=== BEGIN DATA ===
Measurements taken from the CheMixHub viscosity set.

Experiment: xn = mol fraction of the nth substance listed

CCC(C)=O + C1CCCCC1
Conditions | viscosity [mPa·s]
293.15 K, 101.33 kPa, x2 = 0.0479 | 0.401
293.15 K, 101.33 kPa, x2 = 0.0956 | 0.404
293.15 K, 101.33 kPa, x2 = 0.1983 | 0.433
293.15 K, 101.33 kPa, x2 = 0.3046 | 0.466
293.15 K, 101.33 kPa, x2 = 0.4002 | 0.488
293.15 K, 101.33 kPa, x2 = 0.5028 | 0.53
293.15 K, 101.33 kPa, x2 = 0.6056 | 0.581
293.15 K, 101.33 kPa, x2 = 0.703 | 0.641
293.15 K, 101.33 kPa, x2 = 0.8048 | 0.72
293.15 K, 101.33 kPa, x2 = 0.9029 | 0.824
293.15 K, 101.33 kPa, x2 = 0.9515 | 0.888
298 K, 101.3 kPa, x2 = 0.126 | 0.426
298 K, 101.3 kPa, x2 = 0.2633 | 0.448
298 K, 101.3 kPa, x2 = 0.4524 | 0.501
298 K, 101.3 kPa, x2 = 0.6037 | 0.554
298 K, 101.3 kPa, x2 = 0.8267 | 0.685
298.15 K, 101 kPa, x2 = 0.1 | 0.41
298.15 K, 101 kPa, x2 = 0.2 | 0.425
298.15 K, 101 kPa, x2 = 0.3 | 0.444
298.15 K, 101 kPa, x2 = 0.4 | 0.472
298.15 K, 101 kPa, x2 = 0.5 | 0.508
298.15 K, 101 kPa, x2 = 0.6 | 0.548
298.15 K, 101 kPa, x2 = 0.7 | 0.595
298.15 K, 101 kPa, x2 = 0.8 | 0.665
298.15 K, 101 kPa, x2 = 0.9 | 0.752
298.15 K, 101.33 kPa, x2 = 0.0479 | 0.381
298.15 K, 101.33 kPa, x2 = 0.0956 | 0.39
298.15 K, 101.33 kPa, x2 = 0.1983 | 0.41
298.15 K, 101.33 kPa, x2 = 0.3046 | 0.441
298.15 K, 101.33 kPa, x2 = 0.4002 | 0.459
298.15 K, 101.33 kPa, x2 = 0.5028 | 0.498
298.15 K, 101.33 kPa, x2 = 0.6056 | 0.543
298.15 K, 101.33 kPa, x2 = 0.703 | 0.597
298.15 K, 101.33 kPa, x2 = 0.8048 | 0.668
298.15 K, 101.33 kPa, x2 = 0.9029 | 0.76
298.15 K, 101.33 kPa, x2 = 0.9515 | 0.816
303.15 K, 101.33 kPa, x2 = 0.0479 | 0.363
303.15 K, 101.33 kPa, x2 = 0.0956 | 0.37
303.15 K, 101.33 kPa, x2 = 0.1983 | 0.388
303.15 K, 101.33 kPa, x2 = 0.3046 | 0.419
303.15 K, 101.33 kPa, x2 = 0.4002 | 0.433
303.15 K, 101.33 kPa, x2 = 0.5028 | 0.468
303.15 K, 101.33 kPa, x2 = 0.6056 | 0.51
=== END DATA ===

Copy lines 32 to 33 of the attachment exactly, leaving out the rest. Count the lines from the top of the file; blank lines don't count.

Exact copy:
298.15 K, 101.33 kPa, x2 = 0.1983 | 0.41
298.15 K, 101.33 kPa, x2 = 0.3046 | 0.441